Gina Schimpff was an “unintentional stay-at-home mom” when a dinner conversation sparked her foray into entrepreneurship. She discovered that a friend was looking for a partner to start a floatation therapy business – a center where people relieve stress by floating in body-temperature salt water. Schimpff thought, “I had spent over a decade cultivating and implementing a peaceful and mindful home – why not take it to the next level and do the same for my community?”
Floatation therapy has been shown to reduce the anxiety and stress that so many Americans suffer from by providing deep relaxation, the effects of which last for days. “As you settle into the tank, your ability to distinguish between your body and the solution will dissolve — leaving you with a freeing absence of pressure, stimuli, and physical distraction,” says Schimpff.
Schimpff quickly became the majority owner of Be Still Float Studio. Before opening, she did extensive research: She and other staff members floated in more than 25 centers around the country in search of the best float tanks. After deciding to incorporate various features they saw at other float centers, Be Still’s projected costs tripled – and that’s where SCORE came in.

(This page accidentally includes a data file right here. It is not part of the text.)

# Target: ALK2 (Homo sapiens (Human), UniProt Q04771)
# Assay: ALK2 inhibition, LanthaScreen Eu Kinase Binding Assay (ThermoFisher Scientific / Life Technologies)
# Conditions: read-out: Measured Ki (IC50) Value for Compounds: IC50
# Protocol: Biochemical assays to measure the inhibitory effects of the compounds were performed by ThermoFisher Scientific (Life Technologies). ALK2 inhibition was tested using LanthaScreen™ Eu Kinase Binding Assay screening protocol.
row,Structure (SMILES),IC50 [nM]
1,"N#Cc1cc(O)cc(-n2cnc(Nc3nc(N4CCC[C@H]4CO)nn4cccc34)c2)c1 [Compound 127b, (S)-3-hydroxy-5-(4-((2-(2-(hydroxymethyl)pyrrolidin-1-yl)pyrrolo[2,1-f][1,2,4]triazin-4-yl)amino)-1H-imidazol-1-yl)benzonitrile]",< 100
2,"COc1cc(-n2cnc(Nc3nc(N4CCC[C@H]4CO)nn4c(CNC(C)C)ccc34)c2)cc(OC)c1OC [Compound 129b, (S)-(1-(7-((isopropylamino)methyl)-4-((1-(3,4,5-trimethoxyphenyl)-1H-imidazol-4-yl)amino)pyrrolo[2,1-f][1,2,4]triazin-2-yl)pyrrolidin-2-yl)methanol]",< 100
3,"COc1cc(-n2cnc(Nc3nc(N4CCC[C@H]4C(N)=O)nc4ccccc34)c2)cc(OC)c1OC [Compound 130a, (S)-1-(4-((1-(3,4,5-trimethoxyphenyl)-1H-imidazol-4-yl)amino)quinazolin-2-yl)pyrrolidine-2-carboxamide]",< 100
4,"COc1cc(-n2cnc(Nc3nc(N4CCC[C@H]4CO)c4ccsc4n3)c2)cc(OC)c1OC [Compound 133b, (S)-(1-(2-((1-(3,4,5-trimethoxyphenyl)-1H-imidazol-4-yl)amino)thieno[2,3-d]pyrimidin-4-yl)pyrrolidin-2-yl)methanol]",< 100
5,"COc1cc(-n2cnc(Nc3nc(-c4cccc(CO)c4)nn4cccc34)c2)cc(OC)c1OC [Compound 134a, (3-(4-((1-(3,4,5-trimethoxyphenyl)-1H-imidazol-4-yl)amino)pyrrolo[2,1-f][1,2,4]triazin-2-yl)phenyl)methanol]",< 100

Schimpff successfully launched in 2017 after reworking her business plan to account for her initial numbers and future plans.
Schimpff first encountered SCORE when she went to the Jacksonville Chamber of Commerce to research statistics. She wound up going to a SCORE orientation session, where she met her mentor, Ronn Gardner. Through meeting with Gardner, and by attending numerous SCORE workshops, Schimpff transformed her business plan into a “living document” that she still uses as a decision-making guide today. “I now understand every detail and how every number is calculated,” she says.
Schimpff advises other potential small business owners to take the time to do research. “Don’t be afraid of asking questions or being asked questions,” she says. “The more questions you answer, the stronger you will be in your understanding.”